I write as we cruise away from the Beagle Channel, heading west into the setting sun, with 270 degree views of rocky islands, round mossy hills and the snow covered Cordellera Darwin with glacial valleys squeezing between each dramatic peak. Just a quarter of the view is a clear channel of water that allows us to enter the Pacific Ocean and fortunately for us, the weather is so far calm, just the usual ocean swell rolling in. This is our first time out of the Beagle through Bahia Cook and it couldn't be a better evening for it. Our plan is to sail overnight into the Pacific, round to the south and then east towards Cape Horn. We hope that the 120 mile journey will culminate in us seeing the sunrise behind the horn and if we are very lucky, another landing on the island to visit the lighthouse keeper and stamp the passports.
We've had a wonderful week with a fantastic bunch of antipodeans. 5 Australians and 2 New Zealanders though it seems that most of them have deserted their home country for either Hong Kong or America. The total booze consumption is too shocking to report at this stage, and I doubt whether today being dry (for the offshore passage) will have any real impact on the daily average. Amazingly however, there is still plenty going on during the day - big hikes up steep grassy ridges to get another view of the Beagle, kayaking up to the front of tidewater glaciers, fishing, crabbing and some hanging out with a cup of coffee reading a book and watching the stunning scenery from the comfort of the pilot house.
Today has been indescribably beautiful. We were in our favorite anchorage, which we know as Caleta Wow, a round inlet, with a narrow entrance, completely encircled by vast hills, mountains, cliffs and a glacier that snakes its way almost to sea level. The sun came out halfway through the morning providing us with the sort of warmth we've been missing all week, and we were really able to appreciate the beauty of this phenomenal spot. The afternoon saw Miles and I with Bruce and Bill - the trekking team - head up a very steep ridge behind the boat. It was a hot climb, but we gained height so quickly that each time we stopped and looked around us, the view almost took what was left of our breath away. We had said we'd leave the anchorage at 4, so our turn around time was 3 and luckily we just managed to reach the top and to see over the other side with 5 minutes to spare. A much needed water rest and an opportunity to take some photos. From the top, we could see that three, maybe even 4 extra glaciers tumble down towards the bay from the heights stopping at various levels and creating a natural lake of the most vibrant turquoise water, and then at the other end of the lake, a waterfall pours down the cliffs, through the trees and into the sea below.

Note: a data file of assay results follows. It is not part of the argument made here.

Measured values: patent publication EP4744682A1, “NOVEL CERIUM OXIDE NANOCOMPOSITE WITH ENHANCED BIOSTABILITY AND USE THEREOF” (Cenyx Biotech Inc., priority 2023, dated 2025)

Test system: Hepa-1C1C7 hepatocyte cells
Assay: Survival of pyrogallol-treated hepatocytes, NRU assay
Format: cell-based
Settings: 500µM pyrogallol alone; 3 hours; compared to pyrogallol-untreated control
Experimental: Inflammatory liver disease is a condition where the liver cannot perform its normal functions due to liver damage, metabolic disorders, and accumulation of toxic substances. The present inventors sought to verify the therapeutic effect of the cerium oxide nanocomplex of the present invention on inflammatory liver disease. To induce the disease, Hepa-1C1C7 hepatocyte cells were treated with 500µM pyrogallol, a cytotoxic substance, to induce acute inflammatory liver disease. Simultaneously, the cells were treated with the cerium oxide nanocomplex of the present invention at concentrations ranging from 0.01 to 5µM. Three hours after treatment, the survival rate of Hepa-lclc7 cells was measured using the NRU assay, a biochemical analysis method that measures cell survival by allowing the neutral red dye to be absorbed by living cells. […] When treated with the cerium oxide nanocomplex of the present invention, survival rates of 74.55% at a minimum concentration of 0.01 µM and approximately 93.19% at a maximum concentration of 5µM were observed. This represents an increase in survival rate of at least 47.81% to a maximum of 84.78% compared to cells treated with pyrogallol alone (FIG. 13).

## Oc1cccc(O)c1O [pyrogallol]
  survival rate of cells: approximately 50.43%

Earlier in the week Bruce, Bill and I had a somewhat less hot experience at Caleta Olla, climbing a similarly steep ridge, but in what started as rain, and soon turned to heavy snow. It was quite beautiful at the top huddling under a tree (Arboroles bandera that are so windswept that the tiny strong branches grow out horizontally - to the east of course!) watching the snow falling in huge gentle flakes meandering down and sitting on anything and everything. Our thermos of hot tea was much appreciated that day, as was the slice of fruitcake I made earlier in the charter.
As I have been typing this, the blissful sound of the engine being turned off has distracted me. We have enough wind now from the northeast to sail under full main and full yankee and we're making 7 and a half knots towards our destination. My watch starts in a few minutes so I better sign off and get dressed appropriately for a night watch under clear skies in the southern ocean. The temperature has plummeted since the sun went down but we are used to it and wise to it now!
So, Cape Horn, here we come!
All the best,
Laura, (Miles and Dave!)
Pelagic Australis rounds Cape Horn in gale force winds.
Stormy weather greets boat and crew’s South Georgia expedition.
A winter crossing from Cape Horn to the Cape of Good Hope, in a boat that’s built for just this kind of duty.